As we have previously reported, DePuy Orthopedic, Inc., a subdivision of Johnson & Johnson, Inc., issued a recall in August 2010, for the ASR XL Acetabular System and the ASR Hip Resurfacing System after data suggested that about one out of every eight may fail within only five years. Specifically, the recall targeted individuals who received the implants after July 2003.
Now, with the legal pressure continuing to mount, David Floyd, CEO of DePuy Orthopaedics since 2007, has announced his resignation. A spokeswoman for DePuy advised that Floyd “made a personal decision to pursue interests outside of DePuy.”
Johnson & Johnson began selling the metal-on-metal devices outside the U.S. in 2003. The ASR XL was then introduced in the U.S. market in 2005. However, DePuy did not seek FDA approval for the ASR Resurfacing System until June 2007. Instead, DePuy relied on a grandfathering process, which did not require clinical trials as long as DePuy was able to demonstrate that the ASR XL was “substantially similar” to the company’s other metal-on-metal devices.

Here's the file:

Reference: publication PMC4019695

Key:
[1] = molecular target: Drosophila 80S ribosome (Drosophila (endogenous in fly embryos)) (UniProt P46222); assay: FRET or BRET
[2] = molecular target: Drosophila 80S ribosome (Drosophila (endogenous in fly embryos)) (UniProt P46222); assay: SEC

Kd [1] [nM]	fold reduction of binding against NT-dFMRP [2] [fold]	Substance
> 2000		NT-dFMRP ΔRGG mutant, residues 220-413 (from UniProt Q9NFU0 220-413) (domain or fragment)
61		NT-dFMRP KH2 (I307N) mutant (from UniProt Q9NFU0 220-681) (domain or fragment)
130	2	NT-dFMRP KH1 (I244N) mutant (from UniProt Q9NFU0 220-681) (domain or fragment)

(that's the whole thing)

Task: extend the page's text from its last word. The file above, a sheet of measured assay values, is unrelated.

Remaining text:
According to a recent article in Bloomberg Businessweek (April 4- April 10, 2011), following its introduction to the U.S. market, the FDA received 87 reports of adverse incidents in 2007, which subsequently rose to 239 reports in 2008 and to 426 reports in 2009. Not until August 2010, did DePuy finally recall the allegedly defective devices. In March 2011, the British Orthopaedic Association and the British Hip Society reported that preliminary research showed the ASR XL’s failure rate in the U.K. as high as 49% after 6 years.